Recognizing the commonalities of the unification plan of the two Koreas was an epochal agreement in the June 15 Joint Declaration. The core implication of the agreement is that two Koreas will pursue unification gradually with a long-term perspective, and will individually develop to better status. If it is not for a unification that provides better condition than now, there is no need to rush for unification. The future of unification should be able to give both the northern and the southern regimes chances to exert their own individual potentials for further development.
However, even if such perception is blocked by the reality of the North Korean regime which cannot but cling to its own survival, the argument by some progressive scholars that expecting unification is unrealistic and undesirable to either South or North is also a pessimistic and fatalistic attitude on the division of the Korean peninsula. The problem is that the current division is fundamentally unstable, and once the Cold War system on the Korean Peninsula, the external condition of the division, disappears, the current state of division cannot be maintained.
It should also be noted that changing the status of division could paradoxically bring unrest to the division itself. In particular, the desire for unification that may burst out from the regimes in the South and the North in this process would be difficult to suppress with the passive approach of “division management.” The more realistic approach, on the contrary, is to respond with the approach of “unification as a process.” In this perspective, the improvement of the situation on the peninsula to a “good division” and a “better division” should be a preparatory process to prevent a “bad unification.”
Peace is a precious value that should be pursued in the efforts to attain unification and is a task that should be persistently promoted. Peace has so far been regarded as the stage to be achieved in advance of unification. This was a common perception in Korea during the Cold War era when Korea tried to formulate the inter-Korean relationship modeled after the 1972 Framework Treaty between West Germany and East Germany. The establishment of the peace regime on the Korean Peninsula between the United States and South and North Korea should be the pre-condition before unification.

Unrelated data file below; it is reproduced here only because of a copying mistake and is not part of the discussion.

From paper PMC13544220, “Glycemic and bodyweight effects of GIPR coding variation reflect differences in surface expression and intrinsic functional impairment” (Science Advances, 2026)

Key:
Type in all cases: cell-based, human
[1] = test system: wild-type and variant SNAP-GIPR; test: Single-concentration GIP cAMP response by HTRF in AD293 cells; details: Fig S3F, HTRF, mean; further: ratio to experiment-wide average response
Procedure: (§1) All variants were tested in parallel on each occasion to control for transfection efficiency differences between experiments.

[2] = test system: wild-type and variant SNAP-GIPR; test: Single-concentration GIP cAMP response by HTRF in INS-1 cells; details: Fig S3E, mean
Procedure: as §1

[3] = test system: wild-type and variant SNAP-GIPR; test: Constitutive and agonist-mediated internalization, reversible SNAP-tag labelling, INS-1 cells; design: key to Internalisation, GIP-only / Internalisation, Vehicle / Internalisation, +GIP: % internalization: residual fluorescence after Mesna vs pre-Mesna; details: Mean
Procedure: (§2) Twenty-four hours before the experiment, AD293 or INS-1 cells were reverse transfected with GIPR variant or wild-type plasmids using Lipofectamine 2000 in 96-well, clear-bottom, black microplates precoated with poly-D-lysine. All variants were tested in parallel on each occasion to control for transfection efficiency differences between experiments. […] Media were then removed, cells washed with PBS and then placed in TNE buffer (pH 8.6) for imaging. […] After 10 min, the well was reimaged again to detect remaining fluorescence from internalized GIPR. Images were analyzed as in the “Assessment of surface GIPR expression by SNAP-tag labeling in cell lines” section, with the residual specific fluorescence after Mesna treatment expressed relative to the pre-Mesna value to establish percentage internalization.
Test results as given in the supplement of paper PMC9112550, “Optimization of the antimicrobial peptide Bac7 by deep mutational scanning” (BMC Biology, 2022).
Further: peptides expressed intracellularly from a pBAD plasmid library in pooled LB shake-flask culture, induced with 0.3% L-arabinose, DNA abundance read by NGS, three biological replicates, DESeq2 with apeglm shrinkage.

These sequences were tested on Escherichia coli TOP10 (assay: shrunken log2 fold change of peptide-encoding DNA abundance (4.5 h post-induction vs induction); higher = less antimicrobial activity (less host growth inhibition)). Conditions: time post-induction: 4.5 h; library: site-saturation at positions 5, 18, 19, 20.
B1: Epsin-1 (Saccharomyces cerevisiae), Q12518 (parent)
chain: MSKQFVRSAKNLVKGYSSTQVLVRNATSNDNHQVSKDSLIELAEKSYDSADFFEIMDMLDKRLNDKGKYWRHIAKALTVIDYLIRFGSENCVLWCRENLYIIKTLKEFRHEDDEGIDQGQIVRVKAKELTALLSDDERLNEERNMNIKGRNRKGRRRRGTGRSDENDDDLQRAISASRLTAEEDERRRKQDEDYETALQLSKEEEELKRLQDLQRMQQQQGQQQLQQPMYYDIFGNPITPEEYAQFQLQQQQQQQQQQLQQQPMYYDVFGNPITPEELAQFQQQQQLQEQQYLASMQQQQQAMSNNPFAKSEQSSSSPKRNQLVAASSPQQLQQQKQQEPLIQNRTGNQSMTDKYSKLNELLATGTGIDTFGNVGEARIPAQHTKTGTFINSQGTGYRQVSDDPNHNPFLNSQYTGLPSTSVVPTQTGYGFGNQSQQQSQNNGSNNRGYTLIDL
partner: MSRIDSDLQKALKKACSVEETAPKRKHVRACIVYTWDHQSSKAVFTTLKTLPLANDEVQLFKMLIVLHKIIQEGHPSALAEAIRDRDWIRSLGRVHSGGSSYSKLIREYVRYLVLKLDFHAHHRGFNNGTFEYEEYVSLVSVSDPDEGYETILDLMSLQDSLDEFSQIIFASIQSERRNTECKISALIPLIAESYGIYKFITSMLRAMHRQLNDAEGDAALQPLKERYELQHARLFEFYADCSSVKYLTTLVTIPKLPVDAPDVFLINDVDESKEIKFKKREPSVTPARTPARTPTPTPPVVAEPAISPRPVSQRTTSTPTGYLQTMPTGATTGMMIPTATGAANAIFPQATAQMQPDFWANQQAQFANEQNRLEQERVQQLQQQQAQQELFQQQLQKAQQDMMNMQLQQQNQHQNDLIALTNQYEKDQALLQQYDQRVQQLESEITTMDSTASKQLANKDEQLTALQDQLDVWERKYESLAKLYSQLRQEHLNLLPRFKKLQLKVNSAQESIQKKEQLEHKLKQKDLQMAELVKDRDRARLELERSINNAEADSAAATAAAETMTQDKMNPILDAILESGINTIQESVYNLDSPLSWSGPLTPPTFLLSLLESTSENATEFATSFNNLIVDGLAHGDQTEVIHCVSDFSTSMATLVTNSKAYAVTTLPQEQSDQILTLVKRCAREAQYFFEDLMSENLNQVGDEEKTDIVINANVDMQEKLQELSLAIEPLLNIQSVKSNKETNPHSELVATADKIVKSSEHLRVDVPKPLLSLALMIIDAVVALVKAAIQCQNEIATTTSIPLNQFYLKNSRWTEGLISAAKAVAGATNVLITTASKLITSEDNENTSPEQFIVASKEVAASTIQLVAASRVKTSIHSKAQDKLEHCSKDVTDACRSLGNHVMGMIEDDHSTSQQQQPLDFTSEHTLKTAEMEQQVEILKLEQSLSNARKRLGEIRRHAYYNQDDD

However, peace, just like the “unification as a process,” must also be a “process” that should be achieved and developed by continuous efforts. Peace cannot be guaranteed in a situation where the 1991 South-North Basic Agreement cannot be implemented despite its detailed institutional plans. Even though the armistice arrangement is maintained on the peninsula, there has been no war for more than 50 years. Even though a comprehensive military dialogue has not been held since the June 16 summit, the peace on the peninsula has progressed remarkably with exchange programs and the three major economic cooperation projects underway. The territorial division is the result of a violent event called the Korean War, and now the inter-Korean exchanges and cooperation restores peace on the Korean Peninsula in the non-violent way.
As is emphasized by the concept of “structural peace,” peace cannot be maintained under economic poverty and extreme social inequality. This applies to individual regimes as well as to the North-South relationship. North Korea’s economic crisis can be a greater threat to the peninsula and Northeast Asian region than its military force, which is a no match for South Korea’s. The North Korean nuclear issue is also directly linked to the crisis of the North Korean regime.
At the six-party talks, there has been an understanding that the dismantlement of the North Korean nuclear facilities would lead to economic assistance from other parties. In this vein, the establishment of a peace regime, which is related with the reduction of the conventional armed force, will have to be considered for North Korea’s economic reconstruction. Enhancing peace based on the narrow definition of military and security terms could raise instability of the North Korean regime. The peace separated from exchanges and cooperation, and furthermore from the long-term unification process, is one-dimensional. A new approach is needed: not with the antiquated perception promoting “long-term peace settlement process as the stage prior to unification,” but from the new perception that the two processes could overlap.